The half-inch-square dialing keys are arranged in the traditional 3 by 4 grid and have a nib on the 5 key for easy orientation. The send and end keys are a little larger and also easy to distinguish. From a tactile standpoint, it is the most user-friendly mobile phone keypad the AFB TECH lab rats have seen in a long time. The ez One also has a setting called "number voice," which speaks the digits as you dial them, in a somewhat tinny but understandable voice. However, the voice does not speak any display screen information or support any other functions.

Functions on this phone include a phone book, call log, settings, and a text-messaging application. In the settings menu, you can set the clock/alarm, the ringtone, the display contrast, and the "number voice" option.

Although none of those features/settings are supported by speech, it does have an FM radio that can be operated non-visually, and the phone can be set to vibrate mode or speaker phone by touch. The keypad lock is also a tactile switch, as is an integrated flashlight. With a little key press memorization, one could use the phone's three-way conference calling feature. Another feature is the SOS button, which is inset on the back of the phone. Pressing and holding this button emits a loud siren sound, and it immediately dials 911 and goes into hands-free speaker phone mode.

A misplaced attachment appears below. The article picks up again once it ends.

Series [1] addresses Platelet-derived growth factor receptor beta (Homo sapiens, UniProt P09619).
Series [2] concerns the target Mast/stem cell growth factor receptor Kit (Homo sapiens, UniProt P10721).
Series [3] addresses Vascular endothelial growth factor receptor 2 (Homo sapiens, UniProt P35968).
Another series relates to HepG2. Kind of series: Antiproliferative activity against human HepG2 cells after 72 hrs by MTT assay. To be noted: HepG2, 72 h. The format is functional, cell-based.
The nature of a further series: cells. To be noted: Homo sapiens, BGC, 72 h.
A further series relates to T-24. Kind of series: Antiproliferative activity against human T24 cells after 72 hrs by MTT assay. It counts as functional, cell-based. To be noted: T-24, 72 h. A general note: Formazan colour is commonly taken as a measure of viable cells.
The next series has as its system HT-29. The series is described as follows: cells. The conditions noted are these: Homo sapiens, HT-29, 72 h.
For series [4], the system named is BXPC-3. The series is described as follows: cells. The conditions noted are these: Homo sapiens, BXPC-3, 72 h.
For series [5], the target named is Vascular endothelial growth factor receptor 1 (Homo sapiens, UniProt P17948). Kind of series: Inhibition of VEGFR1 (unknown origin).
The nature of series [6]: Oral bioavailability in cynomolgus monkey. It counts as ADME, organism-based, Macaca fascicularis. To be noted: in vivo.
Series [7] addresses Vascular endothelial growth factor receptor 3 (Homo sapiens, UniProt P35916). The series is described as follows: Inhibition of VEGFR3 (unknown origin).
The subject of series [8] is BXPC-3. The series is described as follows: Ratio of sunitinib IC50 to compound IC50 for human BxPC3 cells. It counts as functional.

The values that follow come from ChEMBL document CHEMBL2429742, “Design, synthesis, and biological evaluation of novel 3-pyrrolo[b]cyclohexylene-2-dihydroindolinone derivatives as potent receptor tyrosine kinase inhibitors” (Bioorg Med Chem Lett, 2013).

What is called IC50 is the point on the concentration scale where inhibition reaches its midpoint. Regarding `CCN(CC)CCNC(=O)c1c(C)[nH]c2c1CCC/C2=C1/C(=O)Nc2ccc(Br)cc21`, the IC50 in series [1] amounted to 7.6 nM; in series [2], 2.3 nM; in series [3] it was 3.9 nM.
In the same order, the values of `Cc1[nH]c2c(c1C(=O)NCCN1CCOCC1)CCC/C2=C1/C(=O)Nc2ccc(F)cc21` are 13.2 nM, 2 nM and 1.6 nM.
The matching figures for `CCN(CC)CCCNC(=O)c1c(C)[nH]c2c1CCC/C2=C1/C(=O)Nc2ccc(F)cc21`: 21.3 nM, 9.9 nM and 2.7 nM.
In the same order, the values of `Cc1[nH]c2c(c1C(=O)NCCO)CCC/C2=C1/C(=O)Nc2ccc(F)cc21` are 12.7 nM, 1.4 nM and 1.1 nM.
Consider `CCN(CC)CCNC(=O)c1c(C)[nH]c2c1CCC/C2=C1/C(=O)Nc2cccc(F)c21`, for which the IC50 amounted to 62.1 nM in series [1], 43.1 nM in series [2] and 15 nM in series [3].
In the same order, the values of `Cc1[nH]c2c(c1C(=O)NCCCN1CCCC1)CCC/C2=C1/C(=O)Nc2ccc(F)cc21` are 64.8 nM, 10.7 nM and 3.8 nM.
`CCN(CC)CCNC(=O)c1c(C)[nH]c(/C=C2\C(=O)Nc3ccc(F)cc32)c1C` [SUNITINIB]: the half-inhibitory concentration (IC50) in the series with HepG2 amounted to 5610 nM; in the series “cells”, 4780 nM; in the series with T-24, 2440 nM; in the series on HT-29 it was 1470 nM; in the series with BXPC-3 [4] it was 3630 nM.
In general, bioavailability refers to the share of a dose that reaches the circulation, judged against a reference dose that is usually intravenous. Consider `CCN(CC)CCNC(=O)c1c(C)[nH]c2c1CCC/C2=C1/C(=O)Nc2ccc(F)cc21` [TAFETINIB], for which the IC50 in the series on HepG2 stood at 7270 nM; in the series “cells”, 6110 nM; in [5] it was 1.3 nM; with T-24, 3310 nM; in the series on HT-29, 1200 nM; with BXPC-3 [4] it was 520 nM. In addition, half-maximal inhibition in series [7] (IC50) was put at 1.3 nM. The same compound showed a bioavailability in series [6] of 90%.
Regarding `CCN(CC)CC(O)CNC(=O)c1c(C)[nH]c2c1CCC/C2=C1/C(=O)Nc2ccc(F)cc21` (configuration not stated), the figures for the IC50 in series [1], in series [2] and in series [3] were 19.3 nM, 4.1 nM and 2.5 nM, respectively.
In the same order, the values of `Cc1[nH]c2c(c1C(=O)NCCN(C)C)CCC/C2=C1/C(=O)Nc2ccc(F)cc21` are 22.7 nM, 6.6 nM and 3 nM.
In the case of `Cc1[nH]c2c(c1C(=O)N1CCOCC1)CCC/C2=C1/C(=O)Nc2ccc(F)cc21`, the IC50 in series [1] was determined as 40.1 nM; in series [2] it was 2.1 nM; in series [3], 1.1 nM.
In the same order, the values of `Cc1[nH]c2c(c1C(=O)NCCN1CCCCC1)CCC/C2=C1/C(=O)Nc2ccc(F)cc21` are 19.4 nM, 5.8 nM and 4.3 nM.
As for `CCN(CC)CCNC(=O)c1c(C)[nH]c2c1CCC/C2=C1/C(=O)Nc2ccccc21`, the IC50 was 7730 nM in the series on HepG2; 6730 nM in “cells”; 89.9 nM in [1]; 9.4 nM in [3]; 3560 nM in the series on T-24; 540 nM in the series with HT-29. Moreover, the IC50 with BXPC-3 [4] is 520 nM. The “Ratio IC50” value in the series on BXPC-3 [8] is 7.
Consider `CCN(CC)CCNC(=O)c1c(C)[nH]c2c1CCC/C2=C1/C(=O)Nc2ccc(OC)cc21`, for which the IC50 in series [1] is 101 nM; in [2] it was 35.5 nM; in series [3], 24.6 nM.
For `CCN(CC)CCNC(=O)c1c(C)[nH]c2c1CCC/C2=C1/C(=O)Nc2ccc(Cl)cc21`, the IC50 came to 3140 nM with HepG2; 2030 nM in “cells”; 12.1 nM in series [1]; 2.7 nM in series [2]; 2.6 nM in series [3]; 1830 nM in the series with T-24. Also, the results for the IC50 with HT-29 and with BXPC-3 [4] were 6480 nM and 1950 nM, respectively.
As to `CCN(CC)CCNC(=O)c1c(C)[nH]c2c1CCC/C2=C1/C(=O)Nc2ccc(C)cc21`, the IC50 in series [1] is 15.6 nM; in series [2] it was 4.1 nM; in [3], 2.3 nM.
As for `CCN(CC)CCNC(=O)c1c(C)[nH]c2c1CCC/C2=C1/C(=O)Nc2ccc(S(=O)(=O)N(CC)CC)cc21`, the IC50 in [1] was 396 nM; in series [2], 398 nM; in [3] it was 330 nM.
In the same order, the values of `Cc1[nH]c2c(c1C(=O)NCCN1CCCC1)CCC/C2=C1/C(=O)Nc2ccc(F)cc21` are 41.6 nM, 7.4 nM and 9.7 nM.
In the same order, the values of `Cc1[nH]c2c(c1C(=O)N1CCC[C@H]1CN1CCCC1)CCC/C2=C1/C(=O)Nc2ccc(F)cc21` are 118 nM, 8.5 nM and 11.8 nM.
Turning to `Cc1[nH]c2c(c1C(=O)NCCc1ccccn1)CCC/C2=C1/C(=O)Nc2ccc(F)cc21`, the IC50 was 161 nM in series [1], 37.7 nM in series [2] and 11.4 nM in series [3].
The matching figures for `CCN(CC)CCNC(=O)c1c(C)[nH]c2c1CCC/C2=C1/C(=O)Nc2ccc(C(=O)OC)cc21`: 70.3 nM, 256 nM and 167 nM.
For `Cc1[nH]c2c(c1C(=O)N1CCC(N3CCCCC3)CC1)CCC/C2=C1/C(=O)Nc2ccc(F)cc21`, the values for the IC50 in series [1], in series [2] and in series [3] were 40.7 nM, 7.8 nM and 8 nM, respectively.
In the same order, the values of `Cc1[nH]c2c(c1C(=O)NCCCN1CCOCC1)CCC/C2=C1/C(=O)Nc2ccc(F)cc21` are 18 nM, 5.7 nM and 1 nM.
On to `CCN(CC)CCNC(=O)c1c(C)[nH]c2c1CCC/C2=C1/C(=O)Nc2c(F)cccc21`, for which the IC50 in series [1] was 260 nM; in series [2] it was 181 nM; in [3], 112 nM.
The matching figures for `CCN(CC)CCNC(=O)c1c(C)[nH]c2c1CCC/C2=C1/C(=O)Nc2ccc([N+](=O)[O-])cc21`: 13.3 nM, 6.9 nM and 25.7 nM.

From a low vision perspective, the white labels on the dialing buttons contrast well with the charcoal background, and the numbers are set in 36-point font. The display screen is small, and although some text displayed is as large as 16 point, the black text on a green background does not provide much contrast. An orange backlight that is active while pressing buttons does improve contrast somewhat, but the screen in general would accommodate people with only very mild vision impairments.

The phone comes with a print manual, but the print is in a tiny 7-point font. The manual is also available online in a mostly accessible PDF file.

Large Print Keyboards for People with Low Vision

If you are a person with low vision, you may find a large print keyboard helpful. AiSquared, the maker of ZoomText, is now selling its large-print "classic keyboards" for $50, half of the normal price. You can read about the differences between the classic keyboards and the "second generation" keyboards and you can also check out pictures of both versions by visiting the AiSquared website.